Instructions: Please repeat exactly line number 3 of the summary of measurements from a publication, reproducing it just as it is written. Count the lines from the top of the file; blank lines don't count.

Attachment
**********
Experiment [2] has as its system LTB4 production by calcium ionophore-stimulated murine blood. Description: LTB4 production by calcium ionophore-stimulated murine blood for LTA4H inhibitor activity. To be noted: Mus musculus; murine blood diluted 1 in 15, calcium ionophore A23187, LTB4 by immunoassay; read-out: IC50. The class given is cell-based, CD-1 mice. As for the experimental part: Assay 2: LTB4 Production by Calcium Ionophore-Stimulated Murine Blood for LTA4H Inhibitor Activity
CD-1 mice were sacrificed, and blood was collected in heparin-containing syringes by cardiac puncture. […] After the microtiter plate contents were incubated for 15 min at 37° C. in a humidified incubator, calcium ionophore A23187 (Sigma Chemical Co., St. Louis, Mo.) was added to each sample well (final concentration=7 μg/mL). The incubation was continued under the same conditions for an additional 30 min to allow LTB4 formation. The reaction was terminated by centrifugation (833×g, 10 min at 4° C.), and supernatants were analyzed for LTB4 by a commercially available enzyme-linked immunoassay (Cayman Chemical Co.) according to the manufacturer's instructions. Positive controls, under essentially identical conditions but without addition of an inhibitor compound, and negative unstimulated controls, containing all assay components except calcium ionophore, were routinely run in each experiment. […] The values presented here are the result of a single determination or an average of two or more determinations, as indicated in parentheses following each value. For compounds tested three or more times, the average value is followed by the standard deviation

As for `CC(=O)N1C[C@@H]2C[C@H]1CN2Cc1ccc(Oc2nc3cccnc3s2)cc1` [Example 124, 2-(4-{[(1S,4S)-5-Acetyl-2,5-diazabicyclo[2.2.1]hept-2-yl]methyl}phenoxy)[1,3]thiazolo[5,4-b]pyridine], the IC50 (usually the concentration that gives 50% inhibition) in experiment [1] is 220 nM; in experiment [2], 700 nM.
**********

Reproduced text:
As for `CC(=O)N1C[C@@H]2C[C@H]1CN2Cc1ccc(Oc2nc3cccnc3s2)cc1` [Example 124, 2-(4-{[(1S,4S)-5-Acetyl-2,5-diazabicyclo[2.2.1]hept-2-yl]methyl}phenoxy)[1,3]thiazolo[5,4-b]pyridine], the IC50 (usually the concentration that gives 50% inhibition) in experiment [1] is 220 nM; in experiment [2], 700 nM.